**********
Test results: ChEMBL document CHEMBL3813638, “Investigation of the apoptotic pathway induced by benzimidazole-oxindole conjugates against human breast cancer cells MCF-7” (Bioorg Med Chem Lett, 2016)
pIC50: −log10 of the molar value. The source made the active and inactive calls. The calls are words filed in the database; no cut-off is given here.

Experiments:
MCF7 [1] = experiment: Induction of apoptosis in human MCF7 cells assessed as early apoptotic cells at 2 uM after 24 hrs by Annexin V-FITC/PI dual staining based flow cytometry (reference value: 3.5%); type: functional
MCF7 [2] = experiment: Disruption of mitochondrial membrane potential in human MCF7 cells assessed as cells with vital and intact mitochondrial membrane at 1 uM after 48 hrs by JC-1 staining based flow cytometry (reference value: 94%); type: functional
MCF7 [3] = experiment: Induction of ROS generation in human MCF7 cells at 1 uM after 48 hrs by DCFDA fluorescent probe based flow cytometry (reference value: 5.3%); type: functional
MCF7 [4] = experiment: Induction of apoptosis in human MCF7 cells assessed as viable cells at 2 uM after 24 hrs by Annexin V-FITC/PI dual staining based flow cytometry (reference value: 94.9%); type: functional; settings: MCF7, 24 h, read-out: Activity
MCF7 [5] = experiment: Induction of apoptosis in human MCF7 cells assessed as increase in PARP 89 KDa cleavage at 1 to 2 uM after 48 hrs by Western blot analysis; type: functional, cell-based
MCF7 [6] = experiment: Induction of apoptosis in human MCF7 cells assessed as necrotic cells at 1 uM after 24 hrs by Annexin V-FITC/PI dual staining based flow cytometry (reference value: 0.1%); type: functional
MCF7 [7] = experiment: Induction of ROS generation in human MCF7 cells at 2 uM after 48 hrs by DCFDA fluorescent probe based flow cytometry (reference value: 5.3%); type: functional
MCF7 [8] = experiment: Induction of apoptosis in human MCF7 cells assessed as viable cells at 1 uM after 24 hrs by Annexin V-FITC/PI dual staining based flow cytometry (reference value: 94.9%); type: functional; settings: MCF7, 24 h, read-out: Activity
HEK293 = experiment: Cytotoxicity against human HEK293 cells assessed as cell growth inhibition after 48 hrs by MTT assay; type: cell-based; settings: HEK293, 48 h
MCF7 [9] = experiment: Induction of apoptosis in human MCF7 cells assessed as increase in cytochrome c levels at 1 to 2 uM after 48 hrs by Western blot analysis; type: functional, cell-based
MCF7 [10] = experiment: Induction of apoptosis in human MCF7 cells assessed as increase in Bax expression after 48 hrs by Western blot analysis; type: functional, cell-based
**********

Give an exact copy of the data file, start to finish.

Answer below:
Test results: ChEMBL document CHEMBL3813638, “Investigation of the apoptotic pathway induced by benzimidazole-oxindole conjugates against human breast cancer cells MCF-7” (Bioorg Med Chem Lett, 2016)
pIC50: −log10 of the molar value. The source made the active and inactive calls. The calls are words filed in the database; no cut-off is given here.

Experiments:
MCF7 [1] = experiment: Induction of apoptosis in human MCF7 cells assessed as early apoptotic cells at 2 uM after 24 hrs by Annexin V-FITC/PI dual staining based flow cytometry (reference value: 3.5%); type: functional
MCF7 [2] = experiment: Disruption of mitochondrial membrane potential in human MCF7 cells assessed as cells with vital and intact mitochondrial membrane at 1 uM after 48 hrs by JC-1 staining based flow cytometry (reference value: 94%); type: functional
MCF7 [3] = experiment: Induction of ROS generation in human MCF7 cells at 1 uM after 48 hrs by DCFDA fluorescent probe based flow cytometry (reference value: 5.3%); type: functional
MCF7 [4] = experiment: Induction of apoptosis in human MCF7 cells assessed as viable cells at 2 uM after 24 hrs by Annexin V-FITC/PI dual staining based flow cytometry (reference value: 94.9%); type: functional; settings: MCF7, 24 h, read-out: Activity
MCF7 [5] = experiment: Induction of apoptosis in human MCF7 cells assessed as increase in PARP 89 KDa cleavage at 1 to 2 uM after 48 hrs by Western blot analysis; type: functional, cell-based
MCF7 [6] = experiment: Induction of apoptosis in human MCF7 cells assessed as necrotic cells at 1 uM after 24 hrs by Annexin V-FITC/PI dual staining based flow cytometry (reference value: 0.1%); type: functional
MCF7 [7] = experiment: Induction of ROS generation in human MCF7 cells at 2 uM after 48 hrs by DCFDA fluorescent probe based flow cytometry (reference value: 5.3%); type: functional
MCF7 [8] = experiment: Induction of apoptosis in human MCF7 cells assessed as viable cells at 1 uM after 24 hrs by Annexin V-FITC/PI dual staining based flow cytometry (reference value: 94.9%); type: functional; settings: MCF7, 24 h, read-out: Activity
HEK293 = experiment: Cytotoxicity against human HEK293 cells assessed as cell growth inhibition after 48 hrs by MTT assay; type: cell-based; settings: HEK293, 48 h
MCF7 [9] = experiment: Induction of apoptosis in human MCF7 cells assessed as increase in cytochrome c levels at 1 to 2 uM after 48 hrs by Western blot analysis; type: functional, cell-based
MCF7 [10] = experiment: Induction of apoptosis in human MCF7 cells assessed as increase in Bax expression after 48 hrs by Western blot analysis; type: functional, cell-based